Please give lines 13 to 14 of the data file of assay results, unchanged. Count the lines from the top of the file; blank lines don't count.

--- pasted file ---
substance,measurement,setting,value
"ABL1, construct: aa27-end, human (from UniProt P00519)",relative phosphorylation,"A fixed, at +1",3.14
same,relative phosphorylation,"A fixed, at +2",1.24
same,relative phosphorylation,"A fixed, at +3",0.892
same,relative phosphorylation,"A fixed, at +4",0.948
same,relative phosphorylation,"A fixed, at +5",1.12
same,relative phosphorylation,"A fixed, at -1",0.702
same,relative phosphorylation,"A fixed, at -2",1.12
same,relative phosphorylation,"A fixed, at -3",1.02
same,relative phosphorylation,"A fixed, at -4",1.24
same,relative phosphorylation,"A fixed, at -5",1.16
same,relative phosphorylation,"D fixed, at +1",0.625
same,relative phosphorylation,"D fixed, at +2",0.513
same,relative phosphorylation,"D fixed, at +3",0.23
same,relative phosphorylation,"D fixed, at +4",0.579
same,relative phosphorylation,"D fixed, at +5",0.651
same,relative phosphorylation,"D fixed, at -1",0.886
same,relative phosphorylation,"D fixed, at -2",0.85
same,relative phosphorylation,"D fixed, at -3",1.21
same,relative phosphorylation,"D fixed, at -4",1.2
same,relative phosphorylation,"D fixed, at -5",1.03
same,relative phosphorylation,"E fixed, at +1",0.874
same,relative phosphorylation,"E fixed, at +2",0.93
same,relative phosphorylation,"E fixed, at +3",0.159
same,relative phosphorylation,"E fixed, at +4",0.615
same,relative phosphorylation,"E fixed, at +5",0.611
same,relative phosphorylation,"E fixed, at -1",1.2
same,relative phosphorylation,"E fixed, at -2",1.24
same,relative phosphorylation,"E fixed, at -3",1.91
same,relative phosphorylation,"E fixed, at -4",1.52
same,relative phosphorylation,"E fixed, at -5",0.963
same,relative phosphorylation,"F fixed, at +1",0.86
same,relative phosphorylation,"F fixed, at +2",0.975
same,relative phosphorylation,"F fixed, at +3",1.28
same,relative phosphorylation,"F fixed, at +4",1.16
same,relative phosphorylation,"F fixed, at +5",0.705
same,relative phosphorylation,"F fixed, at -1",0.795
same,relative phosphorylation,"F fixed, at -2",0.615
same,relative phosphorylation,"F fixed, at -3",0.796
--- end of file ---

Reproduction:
same,relative phosphorylation,"D fixed, at +2",0.513
same,relative phosphorylation,"D fixed, at +3",0.23